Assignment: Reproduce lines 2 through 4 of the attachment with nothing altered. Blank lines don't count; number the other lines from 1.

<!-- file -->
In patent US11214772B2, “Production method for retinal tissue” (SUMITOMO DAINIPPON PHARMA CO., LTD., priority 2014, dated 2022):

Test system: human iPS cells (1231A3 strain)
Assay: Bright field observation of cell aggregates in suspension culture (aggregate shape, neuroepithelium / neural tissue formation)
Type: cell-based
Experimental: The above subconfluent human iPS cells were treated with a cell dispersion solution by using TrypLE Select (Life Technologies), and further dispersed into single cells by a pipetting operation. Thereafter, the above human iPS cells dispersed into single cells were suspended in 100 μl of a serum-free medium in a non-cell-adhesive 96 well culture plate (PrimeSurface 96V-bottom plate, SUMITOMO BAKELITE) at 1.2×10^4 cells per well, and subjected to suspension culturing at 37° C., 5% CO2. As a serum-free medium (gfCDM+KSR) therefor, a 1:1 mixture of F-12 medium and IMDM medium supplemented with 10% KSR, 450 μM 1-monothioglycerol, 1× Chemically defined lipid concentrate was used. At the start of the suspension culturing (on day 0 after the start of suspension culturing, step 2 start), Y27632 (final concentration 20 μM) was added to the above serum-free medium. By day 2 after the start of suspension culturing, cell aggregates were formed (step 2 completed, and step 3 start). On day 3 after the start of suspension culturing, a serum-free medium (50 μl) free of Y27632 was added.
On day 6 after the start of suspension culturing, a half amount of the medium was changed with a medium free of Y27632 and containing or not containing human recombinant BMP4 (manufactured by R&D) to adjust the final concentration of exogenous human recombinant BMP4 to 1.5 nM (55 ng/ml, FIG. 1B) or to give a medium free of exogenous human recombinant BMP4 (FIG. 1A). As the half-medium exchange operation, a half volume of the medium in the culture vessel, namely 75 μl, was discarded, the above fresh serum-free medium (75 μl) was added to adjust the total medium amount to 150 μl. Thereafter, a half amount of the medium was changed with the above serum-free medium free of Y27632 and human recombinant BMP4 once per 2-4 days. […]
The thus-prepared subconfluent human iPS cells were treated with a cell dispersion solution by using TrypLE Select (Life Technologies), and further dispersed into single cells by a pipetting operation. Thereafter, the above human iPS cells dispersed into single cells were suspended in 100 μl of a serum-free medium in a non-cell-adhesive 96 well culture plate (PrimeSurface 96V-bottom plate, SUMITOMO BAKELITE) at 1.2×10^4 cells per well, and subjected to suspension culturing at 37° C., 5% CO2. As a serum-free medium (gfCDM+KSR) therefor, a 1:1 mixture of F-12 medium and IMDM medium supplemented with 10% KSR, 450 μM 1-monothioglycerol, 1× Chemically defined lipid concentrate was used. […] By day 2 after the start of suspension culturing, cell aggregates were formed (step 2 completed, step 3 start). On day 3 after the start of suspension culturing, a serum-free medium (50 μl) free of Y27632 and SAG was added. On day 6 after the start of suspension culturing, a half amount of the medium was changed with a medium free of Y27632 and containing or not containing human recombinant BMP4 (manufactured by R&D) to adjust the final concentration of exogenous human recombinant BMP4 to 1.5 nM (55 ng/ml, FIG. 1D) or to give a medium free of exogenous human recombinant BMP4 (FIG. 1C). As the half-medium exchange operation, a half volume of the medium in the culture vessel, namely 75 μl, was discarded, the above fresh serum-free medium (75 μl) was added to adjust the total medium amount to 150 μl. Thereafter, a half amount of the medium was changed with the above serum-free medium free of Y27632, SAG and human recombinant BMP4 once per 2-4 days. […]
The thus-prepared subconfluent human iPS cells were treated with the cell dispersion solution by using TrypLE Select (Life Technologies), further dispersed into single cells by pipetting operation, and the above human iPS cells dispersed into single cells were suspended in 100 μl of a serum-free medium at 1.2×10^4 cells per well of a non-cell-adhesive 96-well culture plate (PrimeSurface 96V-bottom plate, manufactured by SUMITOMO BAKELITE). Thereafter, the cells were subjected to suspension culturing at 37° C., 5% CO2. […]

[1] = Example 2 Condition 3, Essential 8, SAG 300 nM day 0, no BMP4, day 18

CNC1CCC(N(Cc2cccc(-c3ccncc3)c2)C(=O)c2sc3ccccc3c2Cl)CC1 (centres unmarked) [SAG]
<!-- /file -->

Test system: human iPS cells (1231A3 strain)
Assay: Bright field observation of cell aggregates in suspension culture (aggregate shape, neuroepithelium / neural tissue formation)
Type: cell-based